Crescent Hill Reservoir -- "An Architectural Masterpiece"

Crescent Hill Reservoir --  "An Architectural Masterpiece"
June 25, 2019

By Jay Ferguson, Louisville Water Museum Specialist

The Crescent Hill Reservoir was added to the National Register of Historic Places in 1979. Donna C. Hopkins, the Deputy State Historic Preservation Officer, nominated the reservoir, listing engineering, architecture, and social history as its areas of significance.

The application included the reservoir, the gatehouse, the "Superintendent’s House" (now known as the Shelter House), and "Reservoir Park." The gatehouse was singled out as the focal point of the reservoir complex. Its architectural design was noted as "a fine example of the High Victorian Gothic style of which few exist in the Falls of the Ohio region."

Hopkins described both the gatehouse and Shelter House as solid-looking buildings with blocky proportions and deeply recessed windows, along with heavy stone details, window surrounds, and hoodmolds.

Even though Chief Engineer Charles Hermany is named as the designer, Hopkins proposed the theory that Harry P. McDonald, a civil engineer employed by Louisville Water from 1873 through 1876, may have been involved. Upon McDonald’s departure he worked as an architect — at times with his brothers — until his death in 1904.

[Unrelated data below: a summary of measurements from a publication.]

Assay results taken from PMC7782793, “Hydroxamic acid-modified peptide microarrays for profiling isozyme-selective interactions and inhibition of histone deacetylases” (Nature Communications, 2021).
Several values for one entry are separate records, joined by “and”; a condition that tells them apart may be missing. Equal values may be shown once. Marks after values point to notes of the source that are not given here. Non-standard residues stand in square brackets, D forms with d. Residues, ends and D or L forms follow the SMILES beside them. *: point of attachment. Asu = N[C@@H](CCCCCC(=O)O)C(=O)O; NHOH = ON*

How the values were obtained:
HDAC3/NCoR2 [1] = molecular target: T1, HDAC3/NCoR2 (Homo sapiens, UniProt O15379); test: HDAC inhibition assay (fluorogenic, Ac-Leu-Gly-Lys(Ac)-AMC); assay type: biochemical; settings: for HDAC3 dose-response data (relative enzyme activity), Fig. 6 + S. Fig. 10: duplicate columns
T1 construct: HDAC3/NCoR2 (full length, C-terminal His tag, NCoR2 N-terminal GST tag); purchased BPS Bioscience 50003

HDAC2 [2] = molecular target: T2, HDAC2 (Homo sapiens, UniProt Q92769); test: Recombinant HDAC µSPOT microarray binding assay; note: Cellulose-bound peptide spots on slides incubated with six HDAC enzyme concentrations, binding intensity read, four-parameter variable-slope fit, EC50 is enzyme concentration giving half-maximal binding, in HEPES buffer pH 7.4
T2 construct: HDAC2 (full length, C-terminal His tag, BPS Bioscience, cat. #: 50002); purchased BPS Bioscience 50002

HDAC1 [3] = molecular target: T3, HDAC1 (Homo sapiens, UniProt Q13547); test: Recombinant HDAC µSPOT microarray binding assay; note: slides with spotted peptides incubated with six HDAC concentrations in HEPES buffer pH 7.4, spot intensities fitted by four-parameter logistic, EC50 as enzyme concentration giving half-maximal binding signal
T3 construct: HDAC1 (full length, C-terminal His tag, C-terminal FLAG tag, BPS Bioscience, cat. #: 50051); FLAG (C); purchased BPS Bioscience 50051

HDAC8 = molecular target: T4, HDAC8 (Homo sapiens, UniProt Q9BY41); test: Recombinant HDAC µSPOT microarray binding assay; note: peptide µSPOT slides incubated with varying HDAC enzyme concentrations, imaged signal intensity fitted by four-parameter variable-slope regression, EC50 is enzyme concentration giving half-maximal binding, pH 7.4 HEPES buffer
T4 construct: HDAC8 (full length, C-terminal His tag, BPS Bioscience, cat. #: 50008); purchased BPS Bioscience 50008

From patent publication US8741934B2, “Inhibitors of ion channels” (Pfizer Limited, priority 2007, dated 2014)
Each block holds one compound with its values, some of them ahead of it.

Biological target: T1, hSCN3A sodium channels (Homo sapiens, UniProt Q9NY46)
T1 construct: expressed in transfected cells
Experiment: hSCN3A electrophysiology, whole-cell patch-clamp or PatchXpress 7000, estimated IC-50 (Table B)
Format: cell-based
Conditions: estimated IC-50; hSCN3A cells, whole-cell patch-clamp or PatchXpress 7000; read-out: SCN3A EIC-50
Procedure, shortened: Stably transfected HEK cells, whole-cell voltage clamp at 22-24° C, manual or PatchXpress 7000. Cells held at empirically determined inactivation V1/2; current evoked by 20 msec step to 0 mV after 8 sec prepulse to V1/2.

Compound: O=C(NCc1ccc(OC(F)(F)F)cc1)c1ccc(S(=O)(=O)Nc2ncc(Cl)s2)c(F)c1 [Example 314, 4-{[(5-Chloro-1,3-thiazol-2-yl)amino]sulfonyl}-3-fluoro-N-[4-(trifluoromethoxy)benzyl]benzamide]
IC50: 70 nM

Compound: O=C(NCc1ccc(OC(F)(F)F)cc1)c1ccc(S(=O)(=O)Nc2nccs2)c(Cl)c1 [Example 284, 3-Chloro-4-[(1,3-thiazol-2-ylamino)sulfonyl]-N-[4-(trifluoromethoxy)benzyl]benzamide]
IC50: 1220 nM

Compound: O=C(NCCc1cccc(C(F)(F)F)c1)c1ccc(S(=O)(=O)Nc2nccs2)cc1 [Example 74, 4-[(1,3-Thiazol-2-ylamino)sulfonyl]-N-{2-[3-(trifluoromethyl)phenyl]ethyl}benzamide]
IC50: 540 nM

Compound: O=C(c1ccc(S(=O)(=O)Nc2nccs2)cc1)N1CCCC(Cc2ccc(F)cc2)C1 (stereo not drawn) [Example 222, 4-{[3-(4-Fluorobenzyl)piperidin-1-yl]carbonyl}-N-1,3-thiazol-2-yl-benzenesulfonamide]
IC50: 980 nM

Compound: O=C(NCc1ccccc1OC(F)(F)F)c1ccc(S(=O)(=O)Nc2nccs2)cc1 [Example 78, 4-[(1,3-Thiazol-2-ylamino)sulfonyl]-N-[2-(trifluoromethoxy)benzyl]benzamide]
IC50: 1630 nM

Some of the buildings that McDonald’s firm designed were the Kansas State Capital in Topeka and several churches both here in Louisville and in New Orleans.

For nearly 130 years, Louisville Water has maintained the architectural integrity and, with some changes, the original essence of the Crescent Hill Reservoir. In 2013, the gatehouse was completely renovated inside and out. The Shelter House, built in the 1880s as restroom facilities for the park’s visitors (many of them arriving by train) has sat nearly vacant for years, except for some equipment stored in the basement area.

Beyond the property’s architectural significance, the application stated that "the beautiful grounds were a popular gathering point for early east end inhabitants." Hopkins described the sides of the reservoir as "grassy and well maintained, giving the appearance of a neat, sloping lawn."

She also noted that "atop the embankments, around the perimeter, is a grand promenade of flagstones. Further defining the crests of the embankment is a lively, continuous cast-iron railing." And she noted that the reservoir was "a focal point of the Crescent Hill neighborhood."

It still is. Many neighbors come to the reservoir to use its grounds for jogging, strolling, and biking. It’s still "an integral part of the neighborhood as well as being an architectural masterpiece."